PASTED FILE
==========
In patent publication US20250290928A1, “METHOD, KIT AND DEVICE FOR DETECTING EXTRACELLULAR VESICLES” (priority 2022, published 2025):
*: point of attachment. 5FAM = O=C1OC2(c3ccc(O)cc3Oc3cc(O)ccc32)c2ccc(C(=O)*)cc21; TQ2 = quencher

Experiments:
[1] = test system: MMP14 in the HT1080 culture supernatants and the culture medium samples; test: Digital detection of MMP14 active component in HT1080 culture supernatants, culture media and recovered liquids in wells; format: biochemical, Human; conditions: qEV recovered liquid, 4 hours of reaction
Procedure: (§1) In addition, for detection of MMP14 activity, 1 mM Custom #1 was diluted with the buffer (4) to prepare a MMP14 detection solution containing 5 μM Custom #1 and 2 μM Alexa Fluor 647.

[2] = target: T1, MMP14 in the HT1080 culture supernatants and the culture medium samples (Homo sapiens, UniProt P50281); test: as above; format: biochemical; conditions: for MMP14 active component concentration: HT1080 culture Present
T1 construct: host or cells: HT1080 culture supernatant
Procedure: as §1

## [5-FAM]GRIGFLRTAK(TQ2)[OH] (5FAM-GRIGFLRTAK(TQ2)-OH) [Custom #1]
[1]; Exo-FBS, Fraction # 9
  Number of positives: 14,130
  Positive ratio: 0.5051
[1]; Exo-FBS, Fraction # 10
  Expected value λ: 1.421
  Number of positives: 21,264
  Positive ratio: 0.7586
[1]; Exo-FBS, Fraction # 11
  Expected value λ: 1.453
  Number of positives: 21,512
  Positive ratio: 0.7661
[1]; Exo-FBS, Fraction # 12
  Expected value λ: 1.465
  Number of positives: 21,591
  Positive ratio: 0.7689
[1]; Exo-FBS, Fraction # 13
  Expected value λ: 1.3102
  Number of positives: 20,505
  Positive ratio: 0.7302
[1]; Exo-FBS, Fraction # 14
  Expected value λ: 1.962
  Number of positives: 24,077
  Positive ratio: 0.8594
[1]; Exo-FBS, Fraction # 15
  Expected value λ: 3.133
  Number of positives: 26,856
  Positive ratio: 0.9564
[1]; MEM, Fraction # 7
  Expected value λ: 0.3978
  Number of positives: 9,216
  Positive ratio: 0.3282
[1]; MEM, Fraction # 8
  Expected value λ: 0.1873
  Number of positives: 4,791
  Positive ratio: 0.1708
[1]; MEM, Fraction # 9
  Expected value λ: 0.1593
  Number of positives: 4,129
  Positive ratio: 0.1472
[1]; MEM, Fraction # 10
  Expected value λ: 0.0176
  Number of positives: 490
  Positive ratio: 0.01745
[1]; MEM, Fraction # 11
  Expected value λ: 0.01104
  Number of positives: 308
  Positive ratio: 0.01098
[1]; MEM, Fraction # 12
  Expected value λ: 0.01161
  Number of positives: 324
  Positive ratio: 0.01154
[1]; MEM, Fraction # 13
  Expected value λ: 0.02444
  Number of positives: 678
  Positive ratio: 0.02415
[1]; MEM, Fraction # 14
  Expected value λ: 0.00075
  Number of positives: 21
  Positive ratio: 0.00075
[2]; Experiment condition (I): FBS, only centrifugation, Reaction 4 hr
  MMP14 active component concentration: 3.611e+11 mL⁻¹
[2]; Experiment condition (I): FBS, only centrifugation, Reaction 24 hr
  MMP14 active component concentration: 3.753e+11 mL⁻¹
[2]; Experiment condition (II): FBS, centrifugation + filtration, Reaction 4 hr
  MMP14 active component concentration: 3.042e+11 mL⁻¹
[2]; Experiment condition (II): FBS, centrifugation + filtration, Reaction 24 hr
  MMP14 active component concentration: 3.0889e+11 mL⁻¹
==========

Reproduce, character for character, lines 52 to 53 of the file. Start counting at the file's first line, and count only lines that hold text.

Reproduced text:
  Positive ratio: 0.01745
[1]; MEM, Fraction # 11